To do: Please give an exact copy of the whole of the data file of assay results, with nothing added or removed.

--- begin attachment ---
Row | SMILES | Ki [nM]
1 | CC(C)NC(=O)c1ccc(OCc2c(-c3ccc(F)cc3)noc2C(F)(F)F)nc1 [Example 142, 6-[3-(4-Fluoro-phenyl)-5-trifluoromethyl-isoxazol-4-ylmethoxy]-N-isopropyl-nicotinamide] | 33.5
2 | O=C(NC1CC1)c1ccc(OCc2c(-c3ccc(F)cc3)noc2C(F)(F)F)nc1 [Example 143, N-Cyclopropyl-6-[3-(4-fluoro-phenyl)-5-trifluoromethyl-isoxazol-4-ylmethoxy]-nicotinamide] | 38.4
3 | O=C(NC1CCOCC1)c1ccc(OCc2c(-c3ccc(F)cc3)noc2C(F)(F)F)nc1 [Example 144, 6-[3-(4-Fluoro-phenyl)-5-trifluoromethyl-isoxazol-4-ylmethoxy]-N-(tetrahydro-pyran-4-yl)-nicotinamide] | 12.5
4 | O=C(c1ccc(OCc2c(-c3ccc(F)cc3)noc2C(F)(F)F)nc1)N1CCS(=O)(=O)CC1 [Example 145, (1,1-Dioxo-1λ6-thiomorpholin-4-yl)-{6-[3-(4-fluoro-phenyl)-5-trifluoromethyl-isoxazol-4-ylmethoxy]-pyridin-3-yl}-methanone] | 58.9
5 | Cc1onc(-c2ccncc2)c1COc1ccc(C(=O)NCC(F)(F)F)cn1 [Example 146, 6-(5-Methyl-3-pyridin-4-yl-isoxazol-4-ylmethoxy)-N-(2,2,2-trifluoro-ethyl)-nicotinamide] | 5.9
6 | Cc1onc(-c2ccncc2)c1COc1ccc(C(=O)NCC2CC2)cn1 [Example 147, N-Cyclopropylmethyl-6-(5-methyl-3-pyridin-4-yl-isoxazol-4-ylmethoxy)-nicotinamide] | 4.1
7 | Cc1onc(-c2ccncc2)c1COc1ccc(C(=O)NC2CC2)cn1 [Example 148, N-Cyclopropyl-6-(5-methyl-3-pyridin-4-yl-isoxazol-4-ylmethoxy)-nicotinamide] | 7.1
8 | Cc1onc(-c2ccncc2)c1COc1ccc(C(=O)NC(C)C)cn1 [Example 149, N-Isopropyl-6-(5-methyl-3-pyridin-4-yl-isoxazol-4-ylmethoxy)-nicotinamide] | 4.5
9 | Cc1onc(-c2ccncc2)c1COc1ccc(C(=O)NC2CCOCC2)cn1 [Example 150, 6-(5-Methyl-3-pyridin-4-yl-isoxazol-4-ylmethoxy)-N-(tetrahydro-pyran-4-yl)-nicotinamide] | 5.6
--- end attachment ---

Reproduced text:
Row | SMILES | Ki [nM]
1 | CC(C)NC(=O)c1ccc(OCc2c(-c3ccc(F)cc3)noc2C(F)(F)F)nc1 [Example 142, 6-[3-(4-Fluoro-phenyl)-5-trifluoromethyl-isoxazol-4-ylmethoxy]-N-isopropyl-nicotinamide] | 33.5
2 | O=C(NC1CC1)c1ccc(OCc2c(-c3ccc(F)cc3)noc2C(F)(F)F)nc1 [Example 143, N-Cyclopropyl-6-[3-(4-fluoro-phenyl)-5-trifluoromethyl-isoxazol-4-ylmethoxy]-nicotinamide] | 38.4
3 | O=C(NC1CCOCC1)c1ccc(OCc2c(-c3ccc(F)cc3)noc2C(F)(F)F)nc1 [Example 144, 6-[3-(4-Fluoro-phenyl)-5-trifluoromethyl-isoxazol-4-ylmethoxy]-N-(tetrahydro-pyran-4-yl)-nicotinamide] | 12.5
4 | O=C(c1ccc(OCc2c(-c3ccc(F)cc3)noc2C(F)(F)F)nc1)N1CCS(=O)(=O)CC1 [Example 145, (1,1-Dioxo-1λ6-thiomorpholin-4-yl)-{6-[3-(4-fluoro-phenyl)-5-trifluoromethyl-isoxazol-4-ylmethoxy]-pyridin-3-yl}-methanone] | 58.9
5 | Cc1onc(-c2ccncc2)c1COc1ccc(C(=O)NCC(F)(F)F)cn1 [Example 146, 6-(5-Methyl-3-pyridin-4-yl-isoxazol-4-ylmethoxy)-N-(2,2,2-trifluoro-ethyl)-nicotinamide] | 5.9
6 | Cc1onc(-c2ccncc2)c1COc1ccc(C(=O)NCC2CC2)cn1 [Example 147, N-Cyclopropylmethyl-6-(5-methyl-3-pyridin-4-yl-isoxazol-4-ylmethoxy)-nicotinamide] | 4.1
7 | Cc1onc(-c2ccncc2)c1COc1ccc(C(=O)NC2CC2)cn1 [Example 148, N-Cyclopropyl-6-(5-methyl-3-pyridin-4-yl-isoxazol-4-ylmethoxy)-nicotinamide] | 7.1
8 | Cc1onc(-c2ccncc2)c1COc1ccc(C(=O)NC(C)C)cn1 [Example 149, N-Isopropyl-6-(5-methyl-3-pyridin-4-yl-isoxazol-4-ylmethoxy)-nicotinamide] | 4.5
9 | Cc1onc(-c2ccncc2)c1COc1ccc(C(=O)NC2CCOCC2)cn1 [Example 150, 6-(5-Methyl-3-pyridin-4-yl-isoxazol-4-ylmethoxy)-N-(tetrahydro-pyran-4-yl)-nicotinamide] | 5.6